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UK rejects French terror extradition

LONDON, England -- A British court has refused to extradite a suspected Islamic extremist to France to face charges in connection with terror attacks which left 10 people dead and injured 180 others.

UK Home Secretary David Blunkett had approved Algerian Rachid Ramda's extradition.

But at the High Court, in London on Thursday, Lord Justice Sedley quashed Blunkett's decision and said he must reconsider the case.

Sedley said the court was unable to accept that the Home Secretary had "adequately or fairly addressed the issues" raised by the case.

He said: "The Secretary of State's decision to order Ramda's return to France will be quashed."

The court's ruling came because evidence against Ramda had come from a co-accused, Boualem Bensaid, who, it was alleged, had suffered ill-treatment by the French whilst under interrogation.

The court's decision is the latest stage in a six-year battle by Ramda, 32, who has been in custody in Britain since 1995, to avoid extradition.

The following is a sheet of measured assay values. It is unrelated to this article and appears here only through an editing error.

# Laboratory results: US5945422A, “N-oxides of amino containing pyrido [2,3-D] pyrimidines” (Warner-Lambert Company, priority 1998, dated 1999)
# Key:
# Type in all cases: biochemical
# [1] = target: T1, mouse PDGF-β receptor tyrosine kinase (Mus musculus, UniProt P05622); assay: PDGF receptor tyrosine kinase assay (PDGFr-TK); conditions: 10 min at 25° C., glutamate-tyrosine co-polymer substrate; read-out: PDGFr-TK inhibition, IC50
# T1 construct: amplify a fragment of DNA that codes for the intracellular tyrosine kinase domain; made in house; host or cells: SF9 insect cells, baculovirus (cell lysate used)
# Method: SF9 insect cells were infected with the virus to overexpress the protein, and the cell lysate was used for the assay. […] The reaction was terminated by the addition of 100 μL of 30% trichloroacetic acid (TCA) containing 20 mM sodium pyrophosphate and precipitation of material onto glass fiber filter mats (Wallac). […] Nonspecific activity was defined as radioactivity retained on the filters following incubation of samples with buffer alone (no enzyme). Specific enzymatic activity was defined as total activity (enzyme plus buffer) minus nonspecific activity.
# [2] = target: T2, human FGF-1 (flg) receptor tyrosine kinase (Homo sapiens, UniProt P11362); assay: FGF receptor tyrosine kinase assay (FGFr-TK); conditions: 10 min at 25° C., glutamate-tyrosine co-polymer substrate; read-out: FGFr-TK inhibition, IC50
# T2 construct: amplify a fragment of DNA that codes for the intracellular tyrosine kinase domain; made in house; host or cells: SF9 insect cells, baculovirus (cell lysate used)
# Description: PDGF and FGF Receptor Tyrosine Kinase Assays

Sedley said Ramda was wanted for trial "in connection with a series of terrorist bombings in France between July and October 1995 which resulted in much destruction and injury."

Blunkett had yet to give "a properly reasoned response" to at least two questions, said the judge.

"One is whether there was any investigation at all of the original complaint of ill treatment of Bensaid.

"The other is whether the French courts, given the record now available of their later decisions in relation to Bensaid, will entertain any request by the claimant (Ramda) to exclude Bensaid's confessions."

Ramda, an alleged member of Algeria's Armed Islamic Group, is wanted in France in connection with a series of bombings, including one at the St. Michel metro station, in Paris, on July 25, 1995, in which eight people died and more than 30 were injured.

He is alleged to have been the banker of the Armed Islamic Group, which claimed responsibility for the bombing and for attacks at two other Paris metro stations -- Musee d'Orsay and Maison-Blanche -- in October 1995.

Two other suspects -- alleged bomb expert Smain Ait Belkacem and alleged network coordinator Bensaid -- were convicted and sentenced to 10 years in prison in September 1999 for "criminal association in relation with a terrorist enterprise."


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